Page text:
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What is make?

Make is a program that is automates the process of file creation. The most common use of make is in constructing programs; however, it can be used to create other types of programs. This document will concentrate on how to use make to construct programs.

The make program needs information to construct a program. This information is kept in a file called a makefile. By default, make looks for a file named Makefile or makefile in the working directory. The -f switch can be used to have make read a different file.

Format of a makefile

A makefile is a text file that is created using a text editor (e.g., emacs). The # character starts a comment which continues until the end of the line.

The main components of a makefile are dependency lines. A dependency line defines a target file and its dependencies. The dependencies tell make what files are used in the construction of the target file. The general form of a dependency line is:
target : dependency [dependency [ ... ]]
For example:
main.o : main.c lib.h
declares that the main.o file is created from the statements in main.c and lib.h.

Optional command lines may be placed after a dependency line. A command line must start with a tab character. (Make sure you text editor does insert an actual tab and not spaces when the TAB key is hit!) Make will use the command lines to reconstruct the target if necessary. For example:


main.o : main.c lib.h
	cc -c main.c
These lines instruct make when and how to recompile main.o make looks at the modification dates of the target and its dependencies to determine if the target is out of date. If it is out of date, make performs the command lines to recreate the target. If it is not out of date, make does nothing.

A target is out of date if any of its dependencies are newer than it is. That is, if any one of the dependency files has been modified since the target was last built, the target is out of date.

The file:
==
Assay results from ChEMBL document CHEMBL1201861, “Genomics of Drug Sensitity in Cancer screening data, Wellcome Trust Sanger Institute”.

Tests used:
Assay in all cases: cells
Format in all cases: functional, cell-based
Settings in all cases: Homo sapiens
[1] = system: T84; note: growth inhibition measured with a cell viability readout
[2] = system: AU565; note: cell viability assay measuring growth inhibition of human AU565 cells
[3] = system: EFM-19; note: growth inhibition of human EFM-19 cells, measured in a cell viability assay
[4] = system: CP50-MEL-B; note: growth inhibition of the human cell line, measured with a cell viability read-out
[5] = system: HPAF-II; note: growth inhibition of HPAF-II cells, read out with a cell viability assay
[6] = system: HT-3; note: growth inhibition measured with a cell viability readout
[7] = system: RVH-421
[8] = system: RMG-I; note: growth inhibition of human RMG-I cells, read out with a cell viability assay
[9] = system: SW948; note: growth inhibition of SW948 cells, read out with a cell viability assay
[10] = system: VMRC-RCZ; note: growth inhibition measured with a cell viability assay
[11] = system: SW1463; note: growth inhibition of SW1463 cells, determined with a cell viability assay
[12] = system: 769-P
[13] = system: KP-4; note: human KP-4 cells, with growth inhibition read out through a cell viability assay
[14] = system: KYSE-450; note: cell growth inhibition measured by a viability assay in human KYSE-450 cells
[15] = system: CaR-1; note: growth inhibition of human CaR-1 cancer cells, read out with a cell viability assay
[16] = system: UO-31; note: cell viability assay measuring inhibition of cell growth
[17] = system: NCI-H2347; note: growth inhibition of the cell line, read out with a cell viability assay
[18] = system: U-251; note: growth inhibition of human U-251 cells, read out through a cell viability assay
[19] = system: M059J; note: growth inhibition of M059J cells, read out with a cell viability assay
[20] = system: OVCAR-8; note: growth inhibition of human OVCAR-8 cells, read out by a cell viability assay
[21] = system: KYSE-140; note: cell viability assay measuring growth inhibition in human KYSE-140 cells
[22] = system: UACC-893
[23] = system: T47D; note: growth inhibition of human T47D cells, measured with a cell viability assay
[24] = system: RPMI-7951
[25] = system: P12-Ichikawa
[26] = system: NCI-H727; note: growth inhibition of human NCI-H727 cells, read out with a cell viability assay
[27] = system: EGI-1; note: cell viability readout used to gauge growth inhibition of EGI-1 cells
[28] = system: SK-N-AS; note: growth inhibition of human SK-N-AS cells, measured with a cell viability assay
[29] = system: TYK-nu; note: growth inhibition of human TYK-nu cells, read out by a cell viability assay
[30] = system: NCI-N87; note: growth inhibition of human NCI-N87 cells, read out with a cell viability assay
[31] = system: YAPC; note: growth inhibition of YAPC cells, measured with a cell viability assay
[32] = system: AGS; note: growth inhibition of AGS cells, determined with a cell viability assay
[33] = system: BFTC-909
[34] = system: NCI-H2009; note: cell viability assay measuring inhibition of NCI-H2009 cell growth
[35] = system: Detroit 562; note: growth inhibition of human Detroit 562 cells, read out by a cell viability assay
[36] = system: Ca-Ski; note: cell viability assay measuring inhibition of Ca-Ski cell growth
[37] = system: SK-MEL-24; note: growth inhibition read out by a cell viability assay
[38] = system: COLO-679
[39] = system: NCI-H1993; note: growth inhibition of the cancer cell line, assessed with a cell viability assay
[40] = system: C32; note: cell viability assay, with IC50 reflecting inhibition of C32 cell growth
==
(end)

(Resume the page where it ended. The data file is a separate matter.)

Usually a makefile contains several interelated targets. Targets are often dependencies of other targets. By default, make tries to build the first target listed in the file. Make builds a tree of the interelationships between targets as it reads the makefile. When making a target, make starts at the bottom of the dependency tree rebuilding dependencies if neccessary. Here is an example makefile:



# Multi-target makefile

# first target is the executable "prog"
prog : main.o sub.o
	xlc -o prog main.o sub.o

# target: main.o
main.o : main.c sub.h
	xlc -c main.c

# target: sub.o
sub.o : sub.c sub.h
	xlc -c sub.c

If the modification times for the files are:

prog	4:00pm
main.o	2:00pm
sub.o	2:00pm
main.c	5:00pm
sub.c	1:30pm
sub.h	1:00pm
First the target main.o is rebuilt because one of its dependentices (main.c) is newer that it is. Then, prog is rebuilt because the new main.o is newer than it is.

By default make builts the first target specified in the makefile. If a different target is preferred, then the target may be specified on the command line. For example:
make main.o
would only build main.o and not prog.

Macros

Make macros allow one to define text used in many places in the makefile in a single place. For example, one might wish to be able to change the name of the C compiler used quickly. A macro may be used to do this. The following line defines a macro named CC to be equal to xlc.
CC = xlc

To use a macro, its name must be enclosed between a $( and ). Marco names are generally capitalized. Here is the makefile from above, rewritten to use macros.



CC = xlc
CFLAGS = -g

prog : main.o sub.o
	$(CC) $(CFLAGS) -o prog main.o sub.o

# target: main.o
main.o : main.c sub.h
	$(CC) $(CFLAGS) -c main.c

# target: sub.o
sub.o : sub.c sub.h
	$(CC) $(CFLAGS) -c sub.c

The CC and CFLAGS marcos allow the name of the compiler and any complier flags to be easily changed.

Suffix Rules

Make maintains suffix rules that it uses to automate the building of common types of files. Make already has suffix rules for making C and C++ object files. However, the name of the C and C++ compilers may vary from system to system. The suffix rules use macros to allow the compiler name to specified in the makefile. They also allow the flags to the compiler to be specified with a macro. CC and CFLAGS specify the C compiler and its flags, respectively. CXX and CXXFLAGS specify the C++ compiler and its flags.

Suffix rules are used when the command line after a dependency line is empty. Here is yet another version of the above makefile.



CC = xlc
CFLAGS = -g

# still need a command line here!
prog : main.o sub.o
	$(CC) $(CFLAGS) -o prog main.o sub.o

# no command lines needed here!
main.o : main.c sub.h

sub.o : sub.c sub.h


Make predefines many suffix rules, and others can be specified in the makefile. Specifying new suffix rules is beyond the scope of this document.

Where to find out more about make

An excellent source for information about make is the book:
Managing Projects with make by Andrew Oram & Steve Talbott, 2nd Edition
published by O'Reilly & Associates, Inc.

There are also other web pages describing make:


© Copyright 2000 by Paul Carter.
Maintainer: Paul Carter ( email: pacman128@gmail.com )
Last Updated: Feb 15, 2000